Mar 30, 2020
A new analysis warning that U.S. health insurance companies could hike already exorbitant premiums by 40 percent or more next year amid the coronavirus pandemic was received by Medicare for All advocates as further confirmation that America's healthcare system--driven first and foremost by the profit motive--is ill-equipped to provide necessary care for all, particularly in a time of nationwide crisis.
The research conducted by Covered California, the state insurance marketplace created under the Affordable Care Act, found (pdf) that "if carriers must recoup 2020 costs, price for the same level of costs next year, and protect their solvency, 2021 premium increases to individuals and employers from COVID-19 alone could range from 4 percent to more than 40 percent."
"They're doing healthcare to make money, not to take care of people."
--Dr. Judd Hollander, Thomas Jefferson University
The health and economic impacts of the coronavirus outbreak are "potentially staggering," the analysis states, and could result in even more "consumers and employers no longer being able to afford coverage, leading to employer groups dropping coverage or individuals deciding to go uninsured."
More than 80 million people in the U.S. are currently uninsured or underinsured, according to the Kaiser Family Foundation, and millions more are losing their employer-provided insurance as the jobless rate spikes due to the coronavirus crisis.
"The impact of COVID-19 will be significant, and... absent federal action, consumers, employers, and our entire healthcare system may be facing unforeseen costs that could exceed $251 billion," Peter V. Lee, executive director of Covered California said in a statement. "Consumers will feel these costs through higher out-of-pocket expenses and premiums, as well as the potential of employers dropping coverage or shifting more costs to employees."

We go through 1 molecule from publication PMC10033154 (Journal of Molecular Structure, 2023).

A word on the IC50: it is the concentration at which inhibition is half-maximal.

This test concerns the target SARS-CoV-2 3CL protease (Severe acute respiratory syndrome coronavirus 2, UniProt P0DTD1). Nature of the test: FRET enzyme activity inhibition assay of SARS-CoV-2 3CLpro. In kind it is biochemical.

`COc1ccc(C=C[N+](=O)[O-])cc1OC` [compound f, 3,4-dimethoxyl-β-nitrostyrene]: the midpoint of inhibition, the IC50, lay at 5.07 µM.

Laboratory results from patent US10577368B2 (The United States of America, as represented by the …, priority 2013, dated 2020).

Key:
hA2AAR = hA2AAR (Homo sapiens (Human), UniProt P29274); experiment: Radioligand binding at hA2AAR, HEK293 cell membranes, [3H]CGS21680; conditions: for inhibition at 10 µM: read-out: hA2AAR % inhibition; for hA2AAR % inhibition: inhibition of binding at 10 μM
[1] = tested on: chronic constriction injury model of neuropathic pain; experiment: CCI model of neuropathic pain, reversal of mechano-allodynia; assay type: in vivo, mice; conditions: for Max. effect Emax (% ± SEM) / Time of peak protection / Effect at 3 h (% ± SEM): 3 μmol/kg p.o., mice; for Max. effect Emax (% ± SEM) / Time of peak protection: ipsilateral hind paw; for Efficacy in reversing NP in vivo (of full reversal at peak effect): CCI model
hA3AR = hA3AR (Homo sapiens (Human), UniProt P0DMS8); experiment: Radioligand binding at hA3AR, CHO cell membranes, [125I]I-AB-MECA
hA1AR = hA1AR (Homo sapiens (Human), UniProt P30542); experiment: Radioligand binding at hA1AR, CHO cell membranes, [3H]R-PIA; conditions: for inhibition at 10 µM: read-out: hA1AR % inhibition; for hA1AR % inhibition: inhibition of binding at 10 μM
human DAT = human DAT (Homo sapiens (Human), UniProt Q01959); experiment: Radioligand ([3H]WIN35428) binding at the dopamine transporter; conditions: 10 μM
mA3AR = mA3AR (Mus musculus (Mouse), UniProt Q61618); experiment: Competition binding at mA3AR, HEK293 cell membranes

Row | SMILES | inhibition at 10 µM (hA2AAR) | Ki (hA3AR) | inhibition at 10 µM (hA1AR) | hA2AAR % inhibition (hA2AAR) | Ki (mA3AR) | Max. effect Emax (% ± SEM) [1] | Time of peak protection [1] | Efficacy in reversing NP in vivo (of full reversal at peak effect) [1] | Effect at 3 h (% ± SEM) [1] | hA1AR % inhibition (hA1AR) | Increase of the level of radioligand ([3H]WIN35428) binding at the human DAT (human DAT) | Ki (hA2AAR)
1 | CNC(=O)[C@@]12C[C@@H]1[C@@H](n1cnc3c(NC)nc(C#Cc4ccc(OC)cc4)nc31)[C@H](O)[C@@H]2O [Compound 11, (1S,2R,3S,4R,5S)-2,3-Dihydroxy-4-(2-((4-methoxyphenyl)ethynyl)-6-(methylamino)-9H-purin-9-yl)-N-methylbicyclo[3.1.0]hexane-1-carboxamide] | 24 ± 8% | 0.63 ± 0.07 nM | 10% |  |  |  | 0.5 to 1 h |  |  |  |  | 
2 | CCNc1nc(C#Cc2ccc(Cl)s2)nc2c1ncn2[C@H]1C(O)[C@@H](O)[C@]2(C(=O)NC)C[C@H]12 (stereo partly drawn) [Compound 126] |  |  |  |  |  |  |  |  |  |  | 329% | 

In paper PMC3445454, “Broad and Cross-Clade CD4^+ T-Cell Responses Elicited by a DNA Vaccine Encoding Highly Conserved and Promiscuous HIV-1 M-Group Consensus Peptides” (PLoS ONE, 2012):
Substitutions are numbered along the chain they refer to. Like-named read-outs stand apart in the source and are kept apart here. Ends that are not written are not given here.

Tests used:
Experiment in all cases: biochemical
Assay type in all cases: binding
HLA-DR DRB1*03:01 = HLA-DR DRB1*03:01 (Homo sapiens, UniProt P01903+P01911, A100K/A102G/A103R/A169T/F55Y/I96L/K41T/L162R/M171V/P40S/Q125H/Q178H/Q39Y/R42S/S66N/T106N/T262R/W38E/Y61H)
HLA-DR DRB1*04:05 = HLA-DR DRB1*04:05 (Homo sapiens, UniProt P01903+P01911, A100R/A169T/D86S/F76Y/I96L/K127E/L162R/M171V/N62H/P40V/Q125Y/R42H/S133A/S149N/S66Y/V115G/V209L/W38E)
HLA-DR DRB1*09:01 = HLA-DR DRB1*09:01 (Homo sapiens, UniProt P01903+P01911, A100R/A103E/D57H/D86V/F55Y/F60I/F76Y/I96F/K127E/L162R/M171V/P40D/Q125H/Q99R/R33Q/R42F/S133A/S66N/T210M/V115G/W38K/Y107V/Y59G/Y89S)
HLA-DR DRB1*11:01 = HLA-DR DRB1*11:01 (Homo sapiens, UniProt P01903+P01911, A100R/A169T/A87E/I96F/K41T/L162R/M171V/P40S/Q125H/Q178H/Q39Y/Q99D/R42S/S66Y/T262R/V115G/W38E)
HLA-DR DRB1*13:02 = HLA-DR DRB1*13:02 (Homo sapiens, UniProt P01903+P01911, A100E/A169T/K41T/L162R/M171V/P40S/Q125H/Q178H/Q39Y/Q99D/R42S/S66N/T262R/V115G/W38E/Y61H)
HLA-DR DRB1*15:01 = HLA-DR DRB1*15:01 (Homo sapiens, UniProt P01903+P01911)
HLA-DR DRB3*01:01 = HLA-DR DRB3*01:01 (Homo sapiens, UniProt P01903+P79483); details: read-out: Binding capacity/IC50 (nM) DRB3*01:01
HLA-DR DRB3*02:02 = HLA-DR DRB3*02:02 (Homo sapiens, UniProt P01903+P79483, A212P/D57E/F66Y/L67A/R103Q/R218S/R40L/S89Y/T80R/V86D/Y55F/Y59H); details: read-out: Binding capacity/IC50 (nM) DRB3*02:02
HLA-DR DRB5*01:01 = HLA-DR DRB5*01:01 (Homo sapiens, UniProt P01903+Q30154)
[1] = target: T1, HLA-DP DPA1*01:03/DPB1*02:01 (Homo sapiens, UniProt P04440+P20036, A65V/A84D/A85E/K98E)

"These increased costs could mean that many of the 170 million Americans in the commercial market may lose their coverage and go without needed care as we battle a global health crisis," Lee added. "These are not 'insurer' costs--these are costs directly borne by individual Americans."
Sen. Bernie Sanders (I-Vt.), whose Medicare for All proposal would virtually eliminate private insurance in the U.S., tweeted in response to the Covered California study that "America's for-profit insurance industry is not compatible with healthcare as a human right."
"Now is not the time for greed," said Sanders, a 2020 Democratic presidential candidate. "Now is the time for Medicare for All."
\u201cCorporate-run health insurance isn't about saving lives. It's about making as much money as possible. With Medicare for All we can finally put an end to this international disgrace.\u201d— Bernie Sanders (@Bernie Sanders) 1585506117
The new research comes as the coronavirus crisis continues to expose systemic flaws in America's fragmented and dysfunctional healthcare system. The Guardianreported last Thursday that as the virus has spread rapidly across the U.S., "private health insurance companies have lagged behind: making incremental changes to plans even as health providers seek to change course."
"They're doing healthcare to make money, not to take care of people," Dr. Judd Hollander, emergency medicine physician and associate dean at Thomas Jefferson University in Philadelphia, told The Guardian.
Last week, a 17-year-old boy in Los Angeles County died from complications believed to have been caused by COVID-19 after he was denied treatment at an urgent care center. The reason: he was uninsured.
"He didn't have insurance, so they did not treat him," said R. Rex Parris, the mayor of Lancaster, California.
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